PMF: All Across Town, Oct. 9


The Jacks, Reef, 3:30 p.m.
This trio of local middle-aged men delivered a set of casual rock and roll that spread across genres from honky tonk country to smooth jazz, before finally settling in to songs about drinking gin and doing foolish things.

Gin and foolish things make The Jacks sing
  • Gin and foolish things make The Jacks sing

James Orr, Bittercreek, 4:15 p.m.
Midway through James Orr’s first song at the Bittercreek Ale House, the people in attendance rudely cheered over him as South Carolina toppled Alabama, but Orr took it in stride. He acknowledged the game and pressed on with more relaxing folk songs, before taking to his mixing board and throwing in some beats to satisfy the audience’s attention span.

Its tough to hear a six-string over the first string.
  • It's tough to hear a six-string over the first string.

Shad, Knitting Factory, 9:25 p.m.
The Knitting Factory’s hip-hop showcase was running behind schedule, but that didn’t stop Ontario, Canada MC Shad from throwing down a set of beat-heavy, intellectually minded party tunes. The MC went into the audience and delivered his rhymes in the midst of clamoring fans, while his DJ hung out on the stage, cranking out samples and thumping beats from behind.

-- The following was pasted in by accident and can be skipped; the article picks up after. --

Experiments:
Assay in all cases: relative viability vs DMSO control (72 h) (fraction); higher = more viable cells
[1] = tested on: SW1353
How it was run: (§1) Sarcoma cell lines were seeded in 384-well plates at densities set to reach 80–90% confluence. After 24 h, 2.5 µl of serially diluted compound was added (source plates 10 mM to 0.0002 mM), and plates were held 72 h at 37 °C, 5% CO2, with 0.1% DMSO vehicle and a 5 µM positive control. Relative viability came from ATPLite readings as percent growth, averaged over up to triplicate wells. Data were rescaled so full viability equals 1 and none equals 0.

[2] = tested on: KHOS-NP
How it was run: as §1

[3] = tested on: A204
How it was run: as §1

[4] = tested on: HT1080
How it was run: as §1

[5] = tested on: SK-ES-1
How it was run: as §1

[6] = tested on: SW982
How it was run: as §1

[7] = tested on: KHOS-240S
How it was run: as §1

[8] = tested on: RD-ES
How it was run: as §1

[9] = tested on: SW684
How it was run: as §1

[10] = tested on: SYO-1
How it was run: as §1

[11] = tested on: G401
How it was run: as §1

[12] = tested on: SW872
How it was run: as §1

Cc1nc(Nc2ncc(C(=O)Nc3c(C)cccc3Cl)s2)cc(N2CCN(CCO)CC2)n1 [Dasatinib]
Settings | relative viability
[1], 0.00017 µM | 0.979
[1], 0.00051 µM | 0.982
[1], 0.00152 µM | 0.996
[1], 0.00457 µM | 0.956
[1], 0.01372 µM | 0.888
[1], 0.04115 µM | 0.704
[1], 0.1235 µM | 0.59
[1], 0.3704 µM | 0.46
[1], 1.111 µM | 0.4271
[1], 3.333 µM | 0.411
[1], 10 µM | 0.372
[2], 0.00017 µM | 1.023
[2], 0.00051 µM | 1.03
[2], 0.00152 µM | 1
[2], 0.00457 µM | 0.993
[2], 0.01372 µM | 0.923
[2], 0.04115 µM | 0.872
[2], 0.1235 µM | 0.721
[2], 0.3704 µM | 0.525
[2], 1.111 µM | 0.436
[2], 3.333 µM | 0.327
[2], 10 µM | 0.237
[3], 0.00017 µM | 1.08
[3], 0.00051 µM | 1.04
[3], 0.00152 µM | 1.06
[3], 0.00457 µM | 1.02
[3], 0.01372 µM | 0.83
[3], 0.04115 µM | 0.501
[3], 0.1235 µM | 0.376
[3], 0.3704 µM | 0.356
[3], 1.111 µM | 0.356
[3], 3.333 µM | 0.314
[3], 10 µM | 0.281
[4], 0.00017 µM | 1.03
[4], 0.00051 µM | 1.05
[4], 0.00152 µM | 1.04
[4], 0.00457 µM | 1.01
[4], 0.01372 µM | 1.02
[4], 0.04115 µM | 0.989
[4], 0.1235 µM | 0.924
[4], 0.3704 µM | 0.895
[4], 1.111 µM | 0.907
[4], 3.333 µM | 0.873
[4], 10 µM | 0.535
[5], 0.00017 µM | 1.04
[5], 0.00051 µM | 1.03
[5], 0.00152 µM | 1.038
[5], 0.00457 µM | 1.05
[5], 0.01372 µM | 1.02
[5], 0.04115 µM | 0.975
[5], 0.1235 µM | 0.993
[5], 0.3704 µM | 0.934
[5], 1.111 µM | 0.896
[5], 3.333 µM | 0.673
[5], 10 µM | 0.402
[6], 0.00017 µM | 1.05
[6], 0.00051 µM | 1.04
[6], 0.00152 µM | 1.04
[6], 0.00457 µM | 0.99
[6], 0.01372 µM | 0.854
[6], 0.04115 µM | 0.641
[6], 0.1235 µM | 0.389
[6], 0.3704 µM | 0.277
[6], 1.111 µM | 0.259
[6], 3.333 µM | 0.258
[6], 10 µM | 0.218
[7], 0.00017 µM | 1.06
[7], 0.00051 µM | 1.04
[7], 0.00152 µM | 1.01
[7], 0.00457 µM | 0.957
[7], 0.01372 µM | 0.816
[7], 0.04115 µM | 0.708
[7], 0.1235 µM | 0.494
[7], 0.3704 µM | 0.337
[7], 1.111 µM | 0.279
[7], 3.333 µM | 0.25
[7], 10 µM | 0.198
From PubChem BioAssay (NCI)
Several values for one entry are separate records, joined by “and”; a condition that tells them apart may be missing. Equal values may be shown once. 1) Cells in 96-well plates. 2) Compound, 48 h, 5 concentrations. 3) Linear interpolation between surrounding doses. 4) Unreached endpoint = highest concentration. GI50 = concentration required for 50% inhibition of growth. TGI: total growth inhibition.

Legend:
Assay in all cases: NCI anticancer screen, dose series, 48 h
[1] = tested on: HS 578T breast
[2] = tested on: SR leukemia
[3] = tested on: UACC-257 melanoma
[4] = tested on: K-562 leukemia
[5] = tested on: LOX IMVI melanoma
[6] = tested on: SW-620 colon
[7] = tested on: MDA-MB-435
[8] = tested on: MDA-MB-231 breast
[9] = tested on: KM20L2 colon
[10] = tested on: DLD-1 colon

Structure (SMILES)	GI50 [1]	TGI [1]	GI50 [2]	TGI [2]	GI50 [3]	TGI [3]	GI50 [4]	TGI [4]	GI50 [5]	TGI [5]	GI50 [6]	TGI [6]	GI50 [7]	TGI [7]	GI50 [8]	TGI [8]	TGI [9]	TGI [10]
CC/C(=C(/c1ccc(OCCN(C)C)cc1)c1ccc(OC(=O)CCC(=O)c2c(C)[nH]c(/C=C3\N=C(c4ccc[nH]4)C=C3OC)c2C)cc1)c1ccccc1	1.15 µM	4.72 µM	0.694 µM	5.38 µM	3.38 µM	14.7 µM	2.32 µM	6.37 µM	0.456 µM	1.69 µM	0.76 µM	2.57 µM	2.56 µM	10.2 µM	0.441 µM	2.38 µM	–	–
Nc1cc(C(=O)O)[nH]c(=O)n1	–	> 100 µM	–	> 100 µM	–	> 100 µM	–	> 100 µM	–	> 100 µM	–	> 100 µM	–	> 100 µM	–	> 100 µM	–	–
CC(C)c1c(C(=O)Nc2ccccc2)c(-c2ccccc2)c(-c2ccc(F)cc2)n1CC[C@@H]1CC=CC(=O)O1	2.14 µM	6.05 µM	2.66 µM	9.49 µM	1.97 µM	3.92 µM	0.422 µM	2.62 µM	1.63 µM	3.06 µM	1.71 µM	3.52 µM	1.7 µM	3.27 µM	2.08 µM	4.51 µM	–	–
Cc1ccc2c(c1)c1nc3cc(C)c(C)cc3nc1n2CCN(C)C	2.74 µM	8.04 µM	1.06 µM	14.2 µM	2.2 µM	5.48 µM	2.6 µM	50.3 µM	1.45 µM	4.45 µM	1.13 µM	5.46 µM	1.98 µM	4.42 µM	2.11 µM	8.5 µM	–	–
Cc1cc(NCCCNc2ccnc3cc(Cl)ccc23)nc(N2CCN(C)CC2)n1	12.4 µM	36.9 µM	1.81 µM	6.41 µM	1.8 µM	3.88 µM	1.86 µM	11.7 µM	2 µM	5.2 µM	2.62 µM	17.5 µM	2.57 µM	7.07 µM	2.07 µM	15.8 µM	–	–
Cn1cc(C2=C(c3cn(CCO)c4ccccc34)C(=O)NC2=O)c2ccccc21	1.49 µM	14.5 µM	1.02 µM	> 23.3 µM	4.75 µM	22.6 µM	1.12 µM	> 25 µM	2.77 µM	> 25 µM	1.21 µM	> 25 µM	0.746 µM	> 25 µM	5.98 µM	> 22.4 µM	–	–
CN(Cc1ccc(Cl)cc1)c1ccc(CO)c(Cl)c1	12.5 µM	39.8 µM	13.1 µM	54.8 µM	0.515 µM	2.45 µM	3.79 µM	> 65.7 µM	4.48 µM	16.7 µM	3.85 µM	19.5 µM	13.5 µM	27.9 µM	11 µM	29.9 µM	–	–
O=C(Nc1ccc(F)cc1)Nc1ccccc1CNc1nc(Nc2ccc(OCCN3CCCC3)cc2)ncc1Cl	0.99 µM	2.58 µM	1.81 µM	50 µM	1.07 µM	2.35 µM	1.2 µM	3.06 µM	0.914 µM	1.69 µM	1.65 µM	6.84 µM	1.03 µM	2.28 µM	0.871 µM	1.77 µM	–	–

Takin the beats to the people.
  • Takin' the beats to the people.

Thomas Paul, The Egyptian, 9:45 p.m.
Local crooner Thomas Paul and his six-piece band—flute, cello, stand-up bass, telecaster, drums and backup singers—engaged the seated audience at the Egyptian Theatre with a set of orchestral rock 'n' roll. Paul’s layered and spacious sound worked well for covers of Grant Lee Buffalo’s “Mighty Joe Moon,” and The Beatles “Happiness Is a Warm Gun.” The rest of the set featured songs off Paul’s forthcoming album, due on January 15.

The mighty Thomas Paul Band.
  • The mighty Thomas Paul Band.

Marcus Eaton, The Egyptian, 10:45 p.m.
One-man show Marcus Eaton capped the night off with his intricate, mellow brand of rock; alternating between restrained singer/songwriter numbers, raucous foot-stompers and spacey soundscapes. Eaton’s set had a little something for everyone.
Audiences are eatin up Eatons music.
  • Audiences are eatin' up Eaton's music.